Author: Ann Aguirre

Publication: 2011, Feiwel and Friends

Pages: 272

Overall Rating:  bth_4-star-rating_zps38e772a0[1]                      

Rating for Action: bth_3-star-rating_zps73bdba73[1]

Quantity of Action: bth_3-star-rating_zps73bdba73[1]

Age Category: 13+

Brief Summary:  Deuce has grown up in an underground enclave located in the subway tunnels beneath New York City.  Her world is one of darkness and fear, where a person who makes it to the age of 25 is considered ancient.  She’s been raised as a huntress, trained in combat to gather food for her people and protect them against the Freaks – mutated creatures who roam the tunnels attacking anyone, or anything, that moves and devouring them.  The enclave exists by forcing everyone to adhere to a strict set of rules, rules which Deuce has been brought up to believe in.  But when she becomes a huntress, she finds herself paired with Fade – an outsider, and a kid who rarely follows the rules.  Together, they discover that the Freaks are growing more intelligent and aggressive.  But the elders of their enclave refuse to listen, and all too soon Deuce and Fade find themselves banished – forced to head topside and fight for survival in a world gone mad.

Age of Main Character: 15 (more or less.  I don’t think she really knows her exact age)

What I Liked the Most: This is a wonderfully imaginative book, and it’s clear that Aguirre put a lot of thought into how people really might live in the aftermath of an apocalypse.  She’s created numerous very distinct societies that show some of the different ways survivors might react and live, from the tightly organized underground enclaves to violent youth gangs and organized settlements deep in the wilderness.  Each one is utterly different and utterly real.

The early part of the book that takes place down in the tunnels is full of claustrophobic tension.  When Deuce and Fade go on patrol, they travel in pitch darkness down narrow subway tunnels, navigating by a combination of the faintest of light, hearing, touch, and smell.  The Freaks are everywhere, and you never know when they’re going to jump out and attack.  The patrols are like a marathon of terror, and when they’re over it’s back to the marginal safety of the enclave, with its small spaces, rigid rules, and constant intrigue.  I loved the underground world Aguirre created here – like a tiny islands of hope floating in a claustrophobic sea of darkness and blood.

Duece herself is a fascinating character – a tough, battle hardened huntress who is proud of the scars she carries on her arms, and yet is overcome by feelings of sorrow and compassion for the world around her.  She’s been raised to believe that only the strong survive, but as one of the strong she can’t bring herself to abandon all those who look to her for help.  Aguirre has done an amazing job or burrowing inside Deuce’s head and bringing her to life, contradictions and all.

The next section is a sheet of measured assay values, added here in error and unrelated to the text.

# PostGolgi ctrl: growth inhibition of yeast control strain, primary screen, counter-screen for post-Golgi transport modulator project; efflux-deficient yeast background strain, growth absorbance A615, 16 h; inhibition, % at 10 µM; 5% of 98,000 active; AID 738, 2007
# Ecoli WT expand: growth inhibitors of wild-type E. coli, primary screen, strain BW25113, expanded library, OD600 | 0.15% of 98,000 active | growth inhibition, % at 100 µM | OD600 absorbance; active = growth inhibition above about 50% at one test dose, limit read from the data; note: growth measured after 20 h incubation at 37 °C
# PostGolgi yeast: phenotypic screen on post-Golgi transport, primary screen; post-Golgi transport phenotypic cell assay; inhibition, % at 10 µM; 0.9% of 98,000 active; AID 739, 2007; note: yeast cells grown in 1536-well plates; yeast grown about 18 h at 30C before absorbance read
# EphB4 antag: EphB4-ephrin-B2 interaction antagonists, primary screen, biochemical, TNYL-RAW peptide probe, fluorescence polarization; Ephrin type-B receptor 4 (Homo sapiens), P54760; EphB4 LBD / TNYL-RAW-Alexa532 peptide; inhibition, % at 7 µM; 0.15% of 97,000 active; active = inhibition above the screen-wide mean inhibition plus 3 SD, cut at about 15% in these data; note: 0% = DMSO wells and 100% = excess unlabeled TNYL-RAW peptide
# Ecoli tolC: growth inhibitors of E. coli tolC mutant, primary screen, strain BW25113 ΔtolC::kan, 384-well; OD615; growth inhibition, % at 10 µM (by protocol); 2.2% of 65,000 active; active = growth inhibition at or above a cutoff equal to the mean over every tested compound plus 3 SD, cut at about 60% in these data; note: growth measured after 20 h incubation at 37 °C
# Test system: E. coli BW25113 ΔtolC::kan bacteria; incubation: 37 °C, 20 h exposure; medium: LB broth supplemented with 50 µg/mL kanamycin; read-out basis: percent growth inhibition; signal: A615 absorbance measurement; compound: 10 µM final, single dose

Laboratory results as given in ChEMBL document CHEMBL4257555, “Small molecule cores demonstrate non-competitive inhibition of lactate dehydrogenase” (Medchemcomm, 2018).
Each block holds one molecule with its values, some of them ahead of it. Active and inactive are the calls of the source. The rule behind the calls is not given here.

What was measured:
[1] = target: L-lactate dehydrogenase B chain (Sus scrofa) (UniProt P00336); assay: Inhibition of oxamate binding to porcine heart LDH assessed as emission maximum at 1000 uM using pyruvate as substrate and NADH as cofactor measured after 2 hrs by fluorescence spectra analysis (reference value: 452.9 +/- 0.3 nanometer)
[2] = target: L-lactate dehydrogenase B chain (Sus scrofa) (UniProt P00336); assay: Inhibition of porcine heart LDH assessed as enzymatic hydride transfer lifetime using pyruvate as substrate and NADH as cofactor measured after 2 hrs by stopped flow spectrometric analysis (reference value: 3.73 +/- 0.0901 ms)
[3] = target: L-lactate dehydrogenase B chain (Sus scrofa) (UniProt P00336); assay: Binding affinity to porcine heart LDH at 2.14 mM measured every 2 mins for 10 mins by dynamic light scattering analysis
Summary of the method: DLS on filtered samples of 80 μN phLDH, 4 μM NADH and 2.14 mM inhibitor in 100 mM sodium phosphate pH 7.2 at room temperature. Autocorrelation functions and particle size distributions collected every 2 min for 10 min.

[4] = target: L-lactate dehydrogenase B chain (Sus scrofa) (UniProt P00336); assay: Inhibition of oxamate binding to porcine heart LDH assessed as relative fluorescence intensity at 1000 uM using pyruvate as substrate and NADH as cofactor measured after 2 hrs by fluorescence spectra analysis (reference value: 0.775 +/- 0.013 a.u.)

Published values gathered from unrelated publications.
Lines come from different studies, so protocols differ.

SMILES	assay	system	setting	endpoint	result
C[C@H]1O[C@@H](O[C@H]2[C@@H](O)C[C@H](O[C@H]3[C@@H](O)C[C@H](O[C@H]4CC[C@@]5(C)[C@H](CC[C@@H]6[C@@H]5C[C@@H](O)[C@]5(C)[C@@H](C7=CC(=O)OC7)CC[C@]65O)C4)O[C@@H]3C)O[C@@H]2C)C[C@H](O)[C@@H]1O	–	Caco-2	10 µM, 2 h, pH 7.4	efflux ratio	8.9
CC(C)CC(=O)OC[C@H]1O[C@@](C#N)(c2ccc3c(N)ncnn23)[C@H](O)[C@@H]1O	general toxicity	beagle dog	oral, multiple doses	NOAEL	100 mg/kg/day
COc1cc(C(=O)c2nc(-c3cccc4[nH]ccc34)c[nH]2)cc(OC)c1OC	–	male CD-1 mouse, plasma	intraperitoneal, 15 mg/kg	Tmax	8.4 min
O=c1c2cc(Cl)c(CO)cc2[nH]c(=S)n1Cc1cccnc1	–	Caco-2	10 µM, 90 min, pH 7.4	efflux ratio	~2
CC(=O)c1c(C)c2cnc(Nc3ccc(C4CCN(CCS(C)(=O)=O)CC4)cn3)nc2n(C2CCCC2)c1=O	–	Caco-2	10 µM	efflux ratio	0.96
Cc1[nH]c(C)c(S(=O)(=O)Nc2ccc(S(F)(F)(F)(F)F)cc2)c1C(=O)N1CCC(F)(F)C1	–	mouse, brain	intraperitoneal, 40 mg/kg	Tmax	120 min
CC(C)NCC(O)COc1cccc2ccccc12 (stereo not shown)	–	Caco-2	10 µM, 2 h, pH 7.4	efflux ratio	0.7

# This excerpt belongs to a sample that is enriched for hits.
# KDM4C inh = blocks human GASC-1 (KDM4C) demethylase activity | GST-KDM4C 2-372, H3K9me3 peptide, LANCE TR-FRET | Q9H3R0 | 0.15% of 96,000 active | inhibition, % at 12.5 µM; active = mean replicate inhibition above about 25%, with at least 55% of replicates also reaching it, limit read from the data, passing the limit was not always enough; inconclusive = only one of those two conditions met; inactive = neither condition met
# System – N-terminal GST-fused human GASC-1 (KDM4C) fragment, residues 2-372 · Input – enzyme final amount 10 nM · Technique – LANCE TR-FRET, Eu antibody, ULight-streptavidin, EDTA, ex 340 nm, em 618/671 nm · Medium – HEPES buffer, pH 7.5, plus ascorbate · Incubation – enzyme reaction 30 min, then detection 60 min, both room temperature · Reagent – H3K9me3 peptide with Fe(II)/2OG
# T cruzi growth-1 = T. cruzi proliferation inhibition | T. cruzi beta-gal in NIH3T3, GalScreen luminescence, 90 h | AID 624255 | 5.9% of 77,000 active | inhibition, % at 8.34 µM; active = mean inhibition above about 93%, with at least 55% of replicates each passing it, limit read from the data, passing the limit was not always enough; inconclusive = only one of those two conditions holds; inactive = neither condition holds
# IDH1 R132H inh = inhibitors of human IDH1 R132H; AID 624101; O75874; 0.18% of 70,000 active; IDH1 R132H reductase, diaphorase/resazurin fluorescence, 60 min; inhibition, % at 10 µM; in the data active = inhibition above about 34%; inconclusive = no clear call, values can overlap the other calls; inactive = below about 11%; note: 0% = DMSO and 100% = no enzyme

What I Liked the Least: This might seem like a minor issue, but the enclave where Duece grew up sounded like a small place.  We’re never told how many people live there, but Aguirre often talks about what careful measures the elders took to limit the population, and everything about the enclave made it sound pretty tiny.  And yet, there were many times throughout the early part of the book where Duece would encounter someone in the enclave and not really know their name or not be entirely sure who they were.  She grew up in the enclave, and unlike someone growing up in a small town today it really was her entire world.  There wasn’t even TV or the internet for distractions.  She should know everyone there.  Even if she’s never really talked with them, she should know their name and who they are.  Again, this was a minor point, but it happened often enough that it really stuck out.

How Good was the Action?  It was okay.  What this book really has going for it is tension and some great atmosphere. A few of the early fights had some fairly decent blow-by-blow detail, and what they lacked in detail was more than made up for by the tense atmosphere of battling a group of blood-thirsty freaks in the pitch black of the tunnels.  But once they get above ground and that tension slipped away the fights and chases become far less engaging.  There was little or no blow-by-blow action and most of the fights were narrated in fairly vague detail and were over far faster than they should have been.

How Engaging was the Story? Aguirre has done an amazing job of creating an intensely realistic post-apocalyptic environment, full of dark tension and gritty detail.  That alone would have been enough to hold my attention from page one to the very end of the book, but this book isn’t just about the setting.  Aguirre has also crafted a deeply engaging main character.  Deuce sucked me into her world from the very start, and even when she went above ground – and lost the natural tension that came with living in the tunnels – her drive to survive and save the ones she loves was enough to keep me glued to the page.

Overall Assessment: Enclave is like a heaping big serving of darkness, tension, and gore.  It’s a window into a terrifying apocalyptic future where roving gangs rule the streets, and life is brutal and all too short.  While the action was often underwhelming, this remains a gritty, violent book that should appeal to fans of dystopian fiction and dark, atmospheric thrillers.

Profanity: Not really

Sex: The characters kiss, and there are various references to ‘breeding’ and to women topside being forced to serve as ‘breeders’, but it never gets anywhere close to graphic.

Violence: Yes.  There is blood and torture.  There are numerous references to people being eaten by Freaks.  People get stabbed, clawed, and beaten.

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